Abdella Ahmad Tounisi, 23, of Aurora, Illinois, was sentenced to 15 years in prison, and a lifetime of supervised release, for attempting to join Jabhat al-Nusrah, a Muslim terrorist organization operating in Syria. The sentence was imposed by U.S. District Judge Samuel Der-Yeghiayan.
In April 2013, Tounisi was arrested at O’Hare International Airport in Chicago while seeking to board a flight to Turkey. Tounisi had spent four months conducting online research on overseas travel and violent jihad, focusing specifically on Syria and the violent Jabhat al-Nusrah terrorist organization, according to the Department of Justice.
Tounisi pleaded guilty in 2015 to one count of attempting to provide material support to a foreign terrorist organization. According to his plea agreement, Tounisi in early 2013 made online contact with someone he thought was a recruiter for Jabhat al-Nusrah. He and the purported recruiter exchanged emails in which Tounisi shared his plan to go to Syria by way of Turkey, as well as his willingness to fight for Islamic war on the West and Christian. However, it was unknown to Tounisi that purported recruiter was actually an FBI employee.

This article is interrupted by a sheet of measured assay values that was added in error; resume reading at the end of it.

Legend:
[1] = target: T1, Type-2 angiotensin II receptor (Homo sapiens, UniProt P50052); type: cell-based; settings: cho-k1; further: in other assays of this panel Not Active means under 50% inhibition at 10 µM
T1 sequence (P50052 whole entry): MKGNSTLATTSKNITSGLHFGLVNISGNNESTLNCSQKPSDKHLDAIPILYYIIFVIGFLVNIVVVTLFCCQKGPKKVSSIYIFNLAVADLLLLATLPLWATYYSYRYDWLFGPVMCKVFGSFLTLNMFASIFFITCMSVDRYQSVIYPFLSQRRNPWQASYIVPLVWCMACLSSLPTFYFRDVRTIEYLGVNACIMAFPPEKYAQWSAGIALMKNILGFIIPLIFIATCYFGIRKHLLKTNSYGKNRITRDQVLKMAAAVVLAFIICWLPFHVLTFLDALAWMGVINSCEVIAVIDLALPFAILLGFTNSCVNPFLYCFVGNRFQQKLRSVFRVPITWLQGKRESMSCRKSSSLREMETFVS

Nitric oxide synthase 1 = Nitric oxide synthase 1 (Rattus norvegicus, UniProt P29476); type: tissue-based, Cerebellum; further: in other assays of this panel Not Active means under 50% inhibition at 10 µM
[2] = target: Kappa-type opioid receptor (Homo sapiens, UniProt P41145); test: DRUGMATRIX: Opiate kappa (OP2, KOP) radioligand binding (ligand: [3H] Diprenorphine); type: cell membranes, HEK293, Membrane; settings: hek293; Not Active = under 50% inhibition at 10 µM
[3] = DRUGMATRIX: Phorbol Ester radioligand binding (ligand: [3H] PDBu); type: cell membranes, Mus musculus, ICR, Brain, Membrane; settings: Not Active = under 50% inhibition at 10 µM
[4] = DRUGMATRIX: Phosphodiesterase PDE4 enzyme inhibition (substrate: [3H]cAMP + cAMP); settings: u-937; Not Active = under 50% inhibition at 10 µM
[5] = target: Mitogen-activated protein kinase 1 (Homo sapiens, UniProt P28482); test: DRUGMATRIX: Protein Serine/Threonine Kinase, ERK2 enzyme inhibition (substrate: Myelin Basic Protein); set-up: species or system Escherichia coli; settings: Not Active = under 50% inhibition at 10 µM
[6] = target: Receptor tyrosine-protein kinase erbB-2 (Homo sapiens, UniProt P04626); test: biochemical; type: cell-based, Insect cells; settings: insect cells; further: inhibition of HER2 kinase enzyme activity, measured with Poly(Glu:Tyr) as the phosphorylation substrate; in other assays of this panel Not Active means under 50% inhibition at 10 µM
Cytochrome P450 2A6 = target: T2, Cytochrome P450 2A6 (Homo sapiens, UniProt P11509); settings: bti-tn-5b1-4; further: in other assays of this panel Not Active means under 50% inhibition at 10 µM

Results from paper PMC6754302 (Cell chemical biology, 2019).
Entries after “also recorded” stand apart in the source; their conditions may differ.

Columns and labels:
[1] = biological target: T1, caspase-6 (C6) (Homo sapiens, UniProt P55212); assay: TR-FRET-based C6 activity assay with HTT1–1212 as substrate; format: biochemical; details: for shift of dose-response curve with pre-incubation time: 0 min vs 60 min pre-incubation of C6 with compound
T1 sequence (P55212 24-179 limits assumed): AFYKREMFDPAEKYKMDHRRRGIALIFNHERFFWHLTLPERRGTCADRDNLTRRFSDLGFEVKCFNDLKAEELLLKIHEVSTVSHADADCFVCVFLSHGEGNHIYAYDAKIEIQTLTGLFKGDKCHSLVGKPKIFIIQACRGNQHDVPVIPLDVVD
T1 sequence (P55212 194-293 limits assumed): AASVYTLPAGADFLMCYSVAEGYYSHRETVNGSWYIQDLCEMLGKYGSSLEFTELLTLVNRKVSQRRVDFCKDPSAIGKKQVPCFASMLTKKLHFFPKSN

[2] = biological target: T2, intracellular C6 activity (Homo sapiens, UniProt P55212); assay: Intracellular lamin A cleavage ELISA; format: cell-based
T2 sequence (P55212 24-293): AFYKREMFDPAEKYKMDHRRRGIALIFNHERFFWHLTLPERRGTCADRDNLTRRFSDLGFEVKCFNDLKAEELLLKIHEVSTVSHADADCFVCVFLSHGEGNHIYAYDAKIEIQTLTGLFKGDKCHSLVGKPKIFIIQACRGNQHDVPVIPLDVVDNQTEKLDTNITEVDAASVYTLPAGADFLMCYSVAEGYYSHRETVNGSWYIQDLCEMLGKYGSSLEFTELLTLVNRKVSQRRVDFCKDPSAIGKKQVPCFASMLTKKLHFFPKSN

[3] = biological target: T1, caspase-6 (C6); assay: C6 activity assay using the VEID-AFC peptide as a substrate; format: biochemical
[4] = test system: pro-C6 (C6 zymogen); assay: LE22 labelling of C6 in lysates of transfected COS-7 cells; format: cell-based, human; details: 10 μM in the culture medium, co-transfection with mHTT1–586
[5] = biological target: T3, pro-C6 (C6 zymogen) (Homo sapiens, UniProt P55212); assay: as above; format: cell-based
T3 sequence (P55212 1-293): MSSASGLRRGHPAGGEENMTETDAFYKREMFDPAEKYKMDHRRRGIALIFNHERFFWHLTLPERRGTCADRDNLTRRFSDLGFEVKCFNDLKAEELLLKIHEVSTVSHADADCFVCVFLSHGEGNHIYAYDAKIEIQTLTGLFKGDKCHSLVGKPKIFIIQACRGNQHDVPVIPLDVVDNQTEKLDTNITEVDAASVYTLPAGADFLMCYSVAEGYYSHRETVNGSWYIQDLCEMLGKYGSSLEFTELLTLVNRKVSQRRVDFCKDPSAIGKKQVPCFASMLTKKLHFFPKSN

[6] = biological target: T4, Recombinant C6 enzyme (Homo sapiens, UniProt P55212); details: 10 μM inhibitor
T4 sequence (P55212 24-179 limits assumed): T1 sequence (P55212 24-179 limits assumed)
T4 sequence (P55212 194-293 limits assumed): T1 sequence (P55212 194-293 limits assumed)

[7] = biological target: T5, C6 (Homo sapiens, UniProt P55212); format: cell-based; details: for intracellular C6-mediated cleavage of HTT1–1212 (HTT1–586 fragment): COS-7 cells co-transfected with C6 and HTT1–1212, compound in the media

Tounisi, a U.S. citizen, requested an expedited passport and purchased an airline ticket for the flight from Chicago to Istanbul. He arrived at O’Hare on the evening of April 19, 2013, and was arrested after passing through security in the international terminal.
Tounisi was a close friend of Adel Daoud, of Hillside, Illinois, who was arrested on Sept. 14, 2012, for allegedly attempting to detonate a bomb outside a bar in downtown Chicago. Tounisi recommended certain attack techniques to Daoud, but ultimately decided against participating in the attack. Daoud was charged separately and is awaiting trial in federal court in Chicago.
The investigation was led by the Chicago FBI’s Joint Terrorism Task Force, which is comprised of Special Agents of the FBI, officers of the Chicago Police Department and representatives from an additional 20 federal, state and local law enforcement agencies.